William Patry, copyright treatise author, calls our attention to a current dispute over Jack Kerouac's On the Road manuscript currently on tour at the San Francisco Public Library.
According to Thomas Hawk (pen name), a digital media and technology enthusiast, a security guard at the library told him he couldn't take pictures.
It's not really a copyright issue. Patry tells us that he thinks the photographs in question would qualify as news reporting fair use.
But that's not the only way to control content. The owner of a manuscript can restrict use by contract.
Control over a physical manuscript can give you the ability to license people, but the question is, if someone doesn't take a license, and you don't otherwise have a contractual relationship, what right has been violated? In the case of a copyrighted work, the answer is that the Copyright Act makes, by statute, unauthorized reproduction a violation (subject to exceptions like fair use), but for photocopying a physical manuscript the owner of the physical manuscript has no statutory right unless he is also the owner of the copyright, which Irsay isn't.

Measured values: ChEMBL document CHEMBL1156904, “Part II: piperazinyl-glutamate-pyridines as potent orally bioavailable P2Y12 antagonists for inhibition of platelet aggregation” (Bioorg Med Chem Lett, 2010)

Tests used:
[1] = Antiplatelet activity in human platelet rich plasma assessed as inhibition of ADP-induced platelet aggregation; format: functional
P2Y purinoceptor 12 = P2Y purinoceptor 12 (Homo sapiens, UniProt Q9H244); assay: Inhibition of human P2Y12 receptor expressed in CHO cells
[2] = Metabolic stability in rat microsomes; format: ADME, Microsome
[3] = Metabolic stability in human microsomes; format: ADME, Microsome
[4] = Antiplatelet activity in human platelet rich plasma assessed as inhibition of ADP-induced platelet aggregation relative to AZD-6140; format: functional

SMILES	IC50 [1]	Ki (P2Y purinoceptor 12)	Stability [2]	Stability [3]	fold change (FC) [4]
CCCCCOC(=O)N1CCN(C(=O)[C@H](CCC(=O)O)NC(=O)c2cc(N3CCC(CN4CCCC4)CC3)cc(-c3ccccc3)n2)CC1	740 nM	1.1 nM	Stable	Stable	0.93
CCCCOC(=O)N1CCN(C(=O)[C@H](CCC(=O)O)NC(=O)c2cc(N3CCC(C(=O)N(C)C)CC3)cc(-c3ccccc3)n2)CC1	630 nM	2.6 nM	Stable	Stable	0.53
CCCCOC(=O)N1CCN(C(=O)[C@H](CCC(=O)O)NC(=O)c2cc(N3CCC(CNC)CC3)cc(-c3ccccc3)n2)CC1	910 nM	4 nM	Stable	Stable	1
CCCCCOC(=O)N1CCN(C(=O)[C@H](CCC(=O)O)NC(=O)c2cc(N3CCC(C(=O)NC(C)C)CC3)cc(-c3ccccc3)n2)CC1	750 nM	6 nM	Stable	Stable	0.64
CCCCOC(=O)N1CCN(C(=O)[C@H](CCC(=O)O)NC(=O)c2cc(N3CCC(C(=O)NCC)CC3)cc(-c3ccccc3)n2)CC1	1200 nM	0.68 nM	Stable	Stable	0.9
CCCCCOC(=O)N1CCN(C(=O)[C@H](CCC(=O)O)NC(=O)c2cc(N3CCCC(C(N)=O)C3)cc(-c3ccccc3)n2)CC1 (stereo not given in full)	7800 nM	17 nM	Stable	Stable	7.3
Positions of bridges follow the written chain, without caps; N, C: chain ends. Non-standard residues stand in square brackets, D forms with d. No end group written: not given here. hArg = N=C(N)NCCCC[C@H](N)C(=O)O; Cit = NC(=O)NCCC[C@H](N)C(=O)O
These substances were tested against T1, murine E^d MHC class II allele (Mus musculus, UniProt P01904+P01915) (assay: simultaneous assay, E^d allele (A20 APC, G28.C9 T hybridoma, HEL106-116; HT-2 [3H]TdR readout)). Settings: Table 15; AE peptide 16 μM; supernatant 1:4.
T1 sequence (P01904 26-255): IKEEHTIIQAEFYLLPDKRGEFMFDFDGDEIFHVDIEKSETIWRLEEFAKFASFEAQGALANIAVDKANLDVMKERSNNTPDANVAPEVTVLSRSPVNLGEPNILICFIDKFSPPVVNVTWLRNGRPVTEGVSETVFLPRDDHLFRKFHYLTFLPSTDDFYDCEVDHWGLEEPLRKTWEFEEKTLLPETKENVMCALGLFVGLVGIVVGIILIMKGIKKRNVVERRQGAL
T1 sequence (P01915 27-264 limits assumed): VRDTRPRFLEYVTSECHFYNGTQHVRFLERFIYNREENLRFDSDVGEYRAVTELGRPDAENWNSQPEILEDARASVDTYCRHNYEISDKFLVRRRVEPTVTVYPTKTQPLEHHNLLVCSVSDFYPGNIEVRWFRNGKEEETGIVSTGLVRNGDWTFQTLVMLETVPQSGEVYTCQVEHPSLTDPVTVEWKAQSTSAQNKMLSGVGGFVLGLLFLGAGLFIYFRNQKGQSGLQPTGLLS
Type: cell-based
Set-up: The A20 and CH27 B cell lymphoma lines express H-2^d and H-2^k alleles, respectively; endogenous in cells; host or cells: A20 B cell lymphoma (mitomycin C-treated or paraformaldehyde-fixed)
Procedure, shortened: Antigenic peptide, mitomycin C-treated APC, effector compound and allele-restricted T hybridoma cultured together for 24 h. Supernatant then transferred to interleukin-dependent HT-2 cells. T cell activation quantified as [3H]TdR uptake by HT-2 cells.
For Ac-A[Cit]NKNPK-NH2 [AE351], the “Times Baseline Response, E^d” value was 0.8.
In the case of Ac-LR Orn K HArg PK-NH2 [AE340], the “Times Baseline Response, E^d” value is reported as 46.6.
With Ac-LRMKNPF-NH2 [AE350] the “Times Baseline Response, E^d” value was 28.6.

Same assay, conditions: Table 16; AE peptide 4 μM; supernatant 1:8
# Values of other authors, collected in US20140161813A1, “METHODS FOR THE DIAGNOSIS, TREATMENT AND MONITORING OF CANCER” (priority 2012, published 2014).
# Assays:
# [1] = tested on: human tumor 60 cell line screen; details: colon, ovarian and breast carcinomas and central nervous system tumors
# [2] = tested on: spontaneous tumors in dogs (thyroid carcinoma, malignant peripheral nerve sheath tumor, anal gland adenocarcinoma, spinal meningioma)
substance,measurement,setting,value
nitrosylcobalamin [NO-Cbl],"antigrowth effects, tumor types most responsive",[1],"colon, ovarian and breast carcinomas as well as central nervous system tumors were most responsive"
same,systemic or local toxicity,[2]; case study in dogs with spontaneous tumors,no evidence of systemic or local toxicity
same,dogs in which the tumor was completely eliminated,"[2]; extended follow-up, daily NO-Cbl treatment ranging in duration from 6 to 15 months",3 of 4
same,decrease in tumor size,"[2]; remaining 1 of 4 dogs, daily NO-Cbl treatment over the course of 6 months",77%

My take: I see two relationships here. First, the manuscript owner has a contract with the library. It likely has a clause requiring the library to prohibit photographs. Second, the library has a relationship with the public. Although it's unlikely that the library requires the public to sign an agreement before entering the exhibit area, the library has the right to enforce reasonable rules of conduct, related to its mission. Kreimer v. Morristown 958 F. 2d 1241 (3d Cir. 1992). Assuming the library does a reasonable job putting patrons on notice and enforces the policy equally (i.e. no one takes photographs), I believe it has the right to enforce the policy.
Then there is the practical aspect - it is a public library, after all, and doesn't have the capacity to require people to check their cameras at the door. All it can do is post signs and security guards, and then tell someone to leave if they violate the policy. The pictures already taken, by the way, have been set free on flickr.